You can now rent a pair of customizable true wireless earbuds for $5/£5 per month

The new NuraBuds
(Image credit: Nura)

Nura, the makers of the NuraTrue, NuraPhone and NuraLoop wireless earbuds, has a new pair of true wireless earbuds – simply called the NuraBuds – that it’s renting out to folks for a low monthly fee.

In the pricing plan shared with TechRadar, Nura says the NuraBuds are available exclusively with a Nuranow subscription that costs $5 / £5 / AU$7 per month, plus a one-time fee of $19 / £19 / AU$25. 

The new NuraBuds are compatible with the company’s proprietary custom audio profiles that alter the earbuds’ sound to match your preferences and come with active noise cancellation. The Buds last for four hours by themselves or 10 hours with the charging case, and are IPX4 water-resistant. Last but not least the Buds support aptX and Bluetooth 5.2.

It’s a pretty solid deal considering that the new NuraTrue earbuds we just reviewed last month come in at $199 / £199 / AU$299 – but there is a catch: According to Nura, you will have to give the earbuds back within 30 days should you decide to cancel the membership. 

Analysis: Are you better off buying or renting?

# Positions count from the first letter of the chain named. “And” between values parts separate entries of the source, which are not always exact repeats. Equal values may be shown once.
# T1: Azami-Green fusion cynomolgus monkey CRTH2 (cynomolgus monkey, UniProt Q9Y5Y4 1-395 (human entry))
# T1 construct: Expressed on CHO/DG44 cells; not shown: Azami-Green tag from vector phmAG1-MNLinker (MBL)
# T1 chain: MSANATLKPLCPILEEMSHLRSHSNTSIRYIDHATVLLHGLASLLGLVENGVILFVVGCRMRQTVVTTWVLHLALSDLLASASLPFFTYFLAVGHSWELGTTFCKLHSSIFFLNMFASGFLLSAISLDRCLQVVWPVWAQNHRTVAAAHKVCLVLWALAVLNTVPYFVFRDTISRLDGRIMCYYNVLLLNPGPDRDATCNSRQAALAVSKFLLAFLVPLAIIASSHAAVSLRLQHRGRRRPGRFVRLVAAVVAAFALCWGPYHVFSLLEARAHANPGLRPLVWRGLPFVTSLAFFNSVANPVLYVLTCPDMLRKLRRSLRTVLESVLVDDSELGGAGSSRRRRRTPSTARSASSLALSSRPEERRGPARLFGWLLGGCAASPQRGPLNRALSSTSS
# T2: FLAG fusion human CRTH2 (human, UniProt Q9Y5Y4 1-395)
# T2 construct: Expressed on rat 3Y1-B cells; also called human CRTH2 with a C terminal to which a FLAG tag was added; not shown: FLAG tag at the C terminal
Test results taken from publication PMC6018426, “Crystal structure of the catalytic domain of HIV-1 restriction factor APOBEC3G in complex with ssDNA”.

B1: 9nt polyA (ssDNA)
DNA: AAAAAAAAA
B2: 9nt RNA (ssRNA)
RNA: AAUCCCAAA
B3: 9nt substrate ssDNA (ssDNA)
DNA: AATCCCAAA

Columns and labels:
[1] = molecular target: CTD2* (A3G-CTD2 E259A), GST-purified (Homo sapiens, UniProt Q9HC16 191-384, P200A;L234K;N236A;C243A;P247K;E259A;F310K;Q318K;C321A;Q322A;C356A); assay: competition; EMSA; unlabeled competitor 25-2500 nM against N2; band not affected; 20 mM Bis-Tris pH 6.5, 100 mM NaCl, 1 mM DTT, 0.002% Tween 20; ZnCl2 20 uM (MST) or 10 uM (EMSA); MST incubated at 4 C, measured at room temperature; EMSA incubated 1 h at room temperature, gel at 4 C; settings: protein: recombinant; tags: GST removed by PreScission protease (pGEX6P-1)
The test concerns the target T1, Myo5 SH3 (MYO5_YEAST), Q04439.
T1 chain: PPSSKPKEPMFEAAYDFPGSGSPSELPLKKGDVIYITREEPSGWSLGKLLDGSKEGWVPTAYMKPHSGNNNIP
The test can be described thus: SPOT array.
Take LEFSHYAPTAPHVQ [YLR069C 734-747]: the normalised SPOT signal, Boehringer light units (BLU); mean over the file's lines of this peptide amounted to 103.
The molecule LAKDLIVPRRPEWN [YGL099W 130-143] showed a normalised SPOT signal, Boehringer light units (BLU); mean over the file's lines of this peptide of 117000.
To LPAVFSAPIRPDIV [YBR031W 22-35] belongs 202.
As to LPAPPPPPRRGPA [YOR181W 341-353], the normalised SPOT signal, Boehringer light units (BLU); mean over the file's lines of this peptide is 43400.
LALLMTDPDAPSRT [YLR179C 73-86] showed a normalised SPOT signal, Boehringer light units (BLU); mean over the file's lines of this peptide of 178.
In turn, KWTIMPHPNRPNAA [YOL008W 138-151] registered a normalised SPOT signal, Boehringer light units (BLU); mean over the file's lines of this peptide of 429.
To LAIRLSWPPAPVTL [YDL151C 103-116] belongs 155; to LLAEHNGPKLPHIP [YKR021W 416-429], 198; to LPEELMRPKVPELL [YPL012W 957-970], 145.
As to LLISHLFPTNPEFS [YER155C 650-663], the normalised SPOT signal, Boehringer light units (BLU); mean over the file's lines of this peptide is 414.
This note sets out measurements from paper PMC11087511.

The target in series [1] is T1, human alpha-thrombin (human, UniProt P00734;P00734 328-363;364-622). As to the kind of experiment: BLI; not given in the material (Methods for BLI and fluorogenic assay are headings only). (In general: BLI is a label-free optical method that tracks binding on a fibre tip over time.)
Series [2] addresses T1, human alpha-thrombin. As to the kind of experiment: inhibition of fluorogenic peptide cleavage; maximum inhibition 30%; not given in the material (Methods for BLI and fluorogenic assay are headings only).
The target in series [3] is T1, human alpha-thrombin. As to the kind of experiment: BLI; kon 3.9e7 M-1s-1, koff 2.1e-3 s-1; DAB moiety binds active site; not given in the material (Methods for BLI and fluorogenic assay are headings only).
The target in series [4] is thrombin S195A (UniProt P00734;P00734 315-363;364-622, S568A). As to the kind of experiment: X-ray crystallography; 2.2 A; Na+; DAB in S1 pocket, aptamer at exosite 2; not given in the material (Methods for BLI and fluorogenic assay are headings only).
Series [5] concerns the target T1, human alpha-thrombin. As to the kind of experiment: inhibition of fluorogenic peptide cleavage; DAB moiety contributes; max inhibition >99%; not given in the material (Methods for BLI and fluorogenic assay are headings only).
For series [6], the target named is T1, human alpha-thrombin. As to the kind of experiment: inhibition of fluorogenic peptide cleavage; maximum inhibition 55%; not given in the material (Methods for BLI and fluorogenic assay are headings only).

Like renting an apartment or leasing a car, there are always benefits and drawbacks to renting something short-term instead of buying it outright. 

The pros of renting are that you’ll get to try these semi-expensive earbuds for a very reasonable cost – which is great if you’re not sure if you want them. 

The drawback here is that, should you decide to keep them for a while – say for two years – you’ll have paid a significant portion of their retail price and still not own them. 

To that end, it’s probably better to buy these if you’re absolutely certain that you’ll like them based on our glowing five-star review of the similarly specced NuraTrue earbuds, and maybe better off renting if you’d feel more comfortable just dipping your toes in the water first.

Nick Pino

Nick Pino is Managing Editor, TV and AV for TechRadar's sister site, Tom's Guide. Previously, he was the Senior Editor of Home Entertainment at TechRadar, covering TVs, headphones, speakers, video games, VR and streaming devices. He's also written for GamesRadar+, Official Xbox Magazine, PC Gamer and other outlets over the last decade, and he has a degree in computer science he's not using if anyone wants it.